Analysing the U.S. Election

Presidential Election 2016

Akwasi Owusu-Bempah, assistant professor of sociology at UTM provides insight to the role of race in the recent election results:

“There were a number of national and international forces that played into the election of Donald Trump like the economic impacts of globalization and insecurity fostered by various terror threats. However, race is integral to American politics and played an important role in this election. Trump ran a campaign of hate, attacking and justifying the targeting of Blacks, Mexicans, Muslims, and other "nasty" and "bad" people. I see Trump's election as part of the ongoing history of American race-relations. It can be seen as a direct response to the election of Barack Obama and also of the Black Lives Matter movement. Each time that Black Americans gain, or appear to gain social and political power, there is pushback from white Americans. We saw this after the Civil War, after the Civil Rights movement and after America's first Black presidency. Trump stoked this racial resentment, not only towards Blacks, but towards other groups too in order to gain the support of disaffected and/or disenfranchized whites.
 
“Although few who closely study American race relations would have agreed, the election of Barack Obama signaled to many that the US had entered into the 'post-racial era'. This was facilitated by the changing nature of racism. Overt or open expressions of racism have become less socially acceptable, giving many the sense that racism is a thing of the past. However, we still see huge racial disparities across a host of important social indicators – education, employment, health, criminal justice and housing. Racial segregation in the United States is still a very pervasive problem and white supremacist groups have been identified as a national threat. Trump has exposed America's lingering racism. He has done so in a troublesome way because he has not only condoned, but supported, racial violence.  His policies will no doubt have deleterious impacts upon racialized Americans – think support for stop and frisk. We should see this as part of an ongoing story, and hopefully as a wake-up call to those concerned, that the battle against racism is not over.”

Source: https://www.utoronto.ca/news/u-t-experts-us-election-united-states-deeply-fragmented-nation


To learn more about the 2016 U.S. election, as well as the underlying issues and implications, UTM Sociologists suggest the following analyses:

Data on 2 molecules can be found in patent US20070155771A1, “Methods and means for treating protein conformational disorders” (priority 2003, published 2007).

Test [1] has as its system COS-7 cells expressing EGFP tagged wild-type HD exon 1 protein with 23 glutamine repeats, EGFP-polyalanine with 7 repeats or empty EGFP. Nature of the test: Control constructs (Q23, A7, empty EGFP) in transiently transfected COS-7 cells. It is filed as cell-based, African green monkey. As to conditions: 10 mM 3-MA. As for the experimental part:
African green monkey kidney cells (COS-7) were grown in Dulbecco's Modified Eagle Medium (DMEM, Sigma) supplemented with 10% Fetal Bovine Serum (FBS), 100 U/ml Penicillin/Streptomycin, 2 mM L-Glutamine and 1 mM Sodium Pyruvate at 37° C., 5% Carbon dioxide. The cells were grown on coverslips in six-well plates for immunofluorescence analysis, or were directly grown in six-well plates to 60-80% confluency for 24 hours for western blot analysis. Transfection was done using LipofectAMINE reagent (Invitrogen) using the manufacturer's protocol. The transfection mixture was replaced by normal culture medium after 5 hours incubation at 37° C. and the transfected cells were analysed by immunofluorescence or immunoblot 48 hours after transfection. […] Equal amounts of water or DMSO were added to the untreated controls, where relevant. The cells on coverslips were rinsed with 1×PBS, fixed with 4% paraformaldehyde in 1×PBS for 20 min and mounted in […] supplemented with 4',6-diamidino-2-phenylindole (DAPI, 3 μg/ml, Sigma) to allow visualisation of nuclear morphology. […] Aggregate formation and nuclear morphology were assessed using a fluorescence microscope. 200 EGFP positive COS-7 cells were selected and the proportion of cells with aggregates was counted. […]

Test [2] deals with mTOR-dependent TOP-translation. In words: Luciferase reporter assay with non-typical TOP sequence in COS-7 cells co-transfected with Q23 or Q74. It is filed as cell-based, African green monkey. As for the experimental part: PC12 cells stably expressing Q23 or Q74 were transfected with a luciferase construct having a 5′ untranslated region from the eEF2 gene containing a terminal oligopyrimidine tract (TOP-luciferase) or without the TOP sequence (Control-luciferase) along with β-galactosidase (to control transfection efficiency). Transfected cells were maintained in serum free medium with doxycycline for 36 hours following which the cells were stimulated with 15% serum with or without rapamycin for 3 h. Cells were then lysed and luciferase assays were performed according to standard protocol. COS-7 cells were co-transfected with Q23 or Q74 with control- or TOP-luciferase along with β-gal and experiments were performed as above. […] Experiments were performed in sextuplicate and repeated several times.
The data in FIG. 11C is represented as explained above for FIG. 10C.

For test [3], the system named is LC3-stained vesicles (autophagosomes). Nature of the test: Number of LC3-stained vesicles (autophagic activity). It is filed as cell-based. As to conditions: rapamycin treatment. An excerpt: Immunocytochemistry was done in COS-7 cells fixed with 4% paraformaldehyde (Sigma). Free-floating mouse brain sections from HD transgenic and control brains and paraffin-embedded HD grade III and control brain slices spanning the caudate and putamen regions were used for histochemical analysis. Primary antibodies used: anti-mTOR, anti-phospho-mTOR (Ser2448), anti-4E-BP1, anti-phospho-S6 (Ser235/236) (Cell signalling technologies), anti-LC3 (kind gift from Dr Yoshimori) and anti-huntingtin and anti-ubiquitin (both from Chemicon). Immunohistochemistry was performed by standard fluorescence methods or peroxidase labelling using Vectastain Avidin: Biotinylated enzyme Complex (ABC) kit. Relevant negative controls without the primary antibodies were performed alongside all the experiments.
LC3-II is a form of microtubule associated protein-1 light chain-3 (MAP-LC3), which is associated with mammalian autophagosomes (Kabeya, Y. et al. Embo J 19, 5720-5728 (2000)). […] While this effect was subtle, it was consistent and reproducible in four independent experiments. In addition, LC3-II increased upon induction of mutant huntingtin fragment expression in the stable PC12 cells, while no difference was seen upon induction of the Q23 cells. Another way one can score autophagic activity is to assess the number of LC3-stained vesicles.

Video

Commentary

Teaching about the Trump Phenomena

Books

  • Bail, Christopher. 2015. Terrified: How Anti-Muslim Fringe Organizations Became Mainstream. Princeton, NJ: Princeton University Press.
  • Bonilla-Silva, Eduardo. (2014). Racism Without Racists: Color-blind Racism and the Persistence of Racial Inequality in the United States. Lanham: Rowman & Littlefield Publishers.
  • Jung, Moon-Kie. 2015. Beneath the Surface of White Supremacy: Denaturalizing U.S. Racisms Past and Present. Stanford, California: Stanford University Press.

Papers

  • Bonikowski, Bart. 2016. "Nationalism in Settled Times." Annual Review of Sociology 42,1: 427-449.
  • Breiner, Peter. 2015. "Ideologies of Economic Populism in America and their Subversion by the Right." in Transformations of Populism in Europe, the United States and Latin America:History, Theories and Recent Tendencies. Edited by John Abromeit, Gary Marotta, York Norman and Bridget Chesterton. Bloomsbury Academic Press.
  • Knuckey, J. and Kim, M., 2016. "Evaluations of Michelle Obama as First Lady: The Role of Racial Resentment." Presidential Studies Quarterly, 46. 2: 365-386.
  • Knuckey, Jonathan, and Myunghee Kim. 2015. "Racial Resentment, Old‐Fashioned Racism, and the Vote Choice of Southern and Nonsouthern Whites in the 2012 US Presidential Election." Social Science Quarterly 96, 4: 905-922.
  • Prasad, Monica, Steve G. Hoffman, and Kieran Bezila. 2016. "Walking the Line: The White Working Class and the Economic Consequences of Morality." Politics & Society. 44, 2: 281-304.